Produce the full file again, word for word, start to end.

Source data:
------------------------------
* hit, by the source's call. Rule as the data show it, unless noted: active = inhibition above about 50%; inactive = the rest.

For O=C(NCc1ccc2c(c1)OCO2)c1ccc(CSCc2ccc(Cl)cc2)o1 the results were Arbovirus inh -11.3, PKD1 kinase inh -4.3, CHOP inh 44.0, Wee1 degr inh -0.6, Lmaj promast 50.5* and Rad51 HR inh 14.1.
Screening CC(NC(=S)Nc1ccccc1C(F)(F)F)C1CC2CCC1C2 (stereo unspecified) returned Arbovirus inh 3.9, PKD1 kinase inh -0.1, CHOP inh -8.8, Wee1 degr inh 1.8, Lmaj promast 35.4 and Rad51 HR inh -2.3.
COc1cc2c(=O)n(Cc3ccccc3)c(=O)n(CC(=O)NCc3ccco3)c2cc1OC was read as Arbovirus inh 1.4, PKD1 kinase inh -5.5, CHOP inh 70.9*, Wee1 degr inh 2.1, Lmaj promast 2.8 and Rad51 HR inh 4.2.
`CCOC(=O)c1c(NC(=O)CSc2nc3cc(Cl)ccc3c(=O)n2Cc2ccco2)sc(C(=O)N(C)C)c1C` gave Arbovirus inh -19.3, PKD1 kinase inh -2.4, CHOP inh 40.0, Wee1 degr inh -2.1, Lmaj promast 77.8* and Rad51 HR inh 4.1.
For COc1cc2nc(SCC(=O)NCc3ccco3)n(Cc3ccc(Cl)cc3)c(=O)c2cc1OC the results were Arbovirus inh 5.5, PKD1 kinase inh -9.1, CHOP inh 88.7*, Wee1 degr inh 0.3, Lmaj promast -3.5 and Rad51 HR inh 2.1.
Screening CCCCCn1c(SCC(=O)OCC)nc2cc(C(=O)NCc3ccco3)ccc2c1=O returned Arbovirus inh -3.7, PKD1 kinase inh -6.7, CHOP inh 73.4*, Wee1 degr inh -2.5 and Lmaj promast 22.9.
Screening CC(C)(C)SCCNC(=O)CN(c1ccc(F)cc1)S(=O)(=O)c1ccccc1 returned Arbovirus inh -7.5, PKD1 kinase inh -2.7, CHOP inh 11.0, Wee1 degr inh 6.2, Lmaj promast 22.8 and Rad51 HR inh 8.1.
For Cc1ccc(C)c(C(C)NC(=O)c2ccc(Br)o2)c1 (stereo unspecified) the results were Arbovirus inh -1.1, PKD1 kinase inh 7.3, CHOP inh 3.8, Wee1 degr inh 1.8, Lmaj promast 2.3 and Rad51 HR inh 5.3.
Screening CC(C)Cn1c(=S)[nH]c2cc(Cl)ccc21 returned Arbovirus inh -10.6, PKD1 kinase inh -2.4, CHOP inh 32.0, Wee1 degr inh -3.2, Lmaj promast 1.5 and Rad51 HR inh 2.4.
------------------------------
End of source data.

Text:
* hit, by the source's call. Rule as the data show it, unless noted: active = inhibition above about 50%; inactive = the rest.

For O=C(NCc1ccc2c(c1)OCO2)c1ccc(CSCc2ccc(Cl)cc2)o1 the results were Arbovirus inh -11.3, PKD1 kinase inh -4.3, CHOP inh 44.0, Wee1 degr inh -0.6, Lmaj promast 50.5* and Rad51 HR inh 14.1.
Screening CC(NC(=S)Nc1ccccc1C(F)(F)F)C1CC2CCC1C2 (stereo unspecified) returned Arbovirus inh 3.9, PKD1 kinase inh -0.1, CHOP inh -8.8, Wee1 degr inh 1.8, Lmaj promast 35.4 and Rad51 HR inh -2.3.
COc1cc2c(=O)n(Cc3ccccc3)c(=O)n(CC(=O)NCc3ccco3)c2cc1OC was read as Arbovirus inh 1.4, PKD1 kinase inh -5.5, CHOP inh 70.9*, Wee1 degr inh 2.1, Lmaj promast 2.8 and Rad51 HR inh 4.2.
`CCOC(=O)c1c(NC(=O)CSc2nc3cc(Cl)ccc3c(=O)n2Cc2ccco2)sc(C(=O)N(C)C)c1C` gave Arbovirus inh -19.3, PKD1 kinase inh -2.4, CHOP inh 40.0, Wee1 degr inh -2.1, Lmaj promast 77.8* and Rad51 HR inh 4.1.
For COc1cc2nc(SCC(=O)NCc3ccco3)n(Cc3ccc(Cl)cc3)c(=O)c2cc1OC the results were Arbovirus inh 5.5, PKD1 kinase inh -9.1, CHOP inh 88.7*, Wee1 degr inh 0.3, Lmaj promast -3.5 and Rad51 HR inh 2.1.
Screening CCCCCn1c(SCC(=O)OCC)nc2cc(C(=O)NCc3ccco3)ccc2c1=O returned Arbovirus inh -3.7, PKD1 kinase inh -6.7, CHOP inh 73.4*, Wee1 degr inh -2.5 and Lmaj promast 22.9.
Screening CC(C)(C)SCCNC(=O)CN(c1ccc(F)cc1)S(=O)(=O)c1ccccc1 returned Arbovirus inh -7.5, PKD1 kinase inh -2.7, CHOP inh 11.0, Wee1 degr inh 6.2, Lmaj promast 22.8 and Rad51 HR inh 8.1.
For Cc1ccc(C)c(C(C)NC(=O)c2ccc(Br)o2)c1 (stereo unspecified) the results were Arbovirus inh -1.1, PKD1 kinase inh 7.3, CHOP inh 3.8, Wee1 degr inh 1.8, Lmaj promast 2.3 and Rad51 HR inh 5.3.
Screening CC(C)Cn1c(=S)[nH]c2cc(Cl)ccc21 returned Arbovirus inh -10.6, PKD1 kinase inh -2.4, CHOP inh 32.0, Wee1 degr inh -3.2, Lmaj promast 1.5 and Rad51 HR inh 2.4.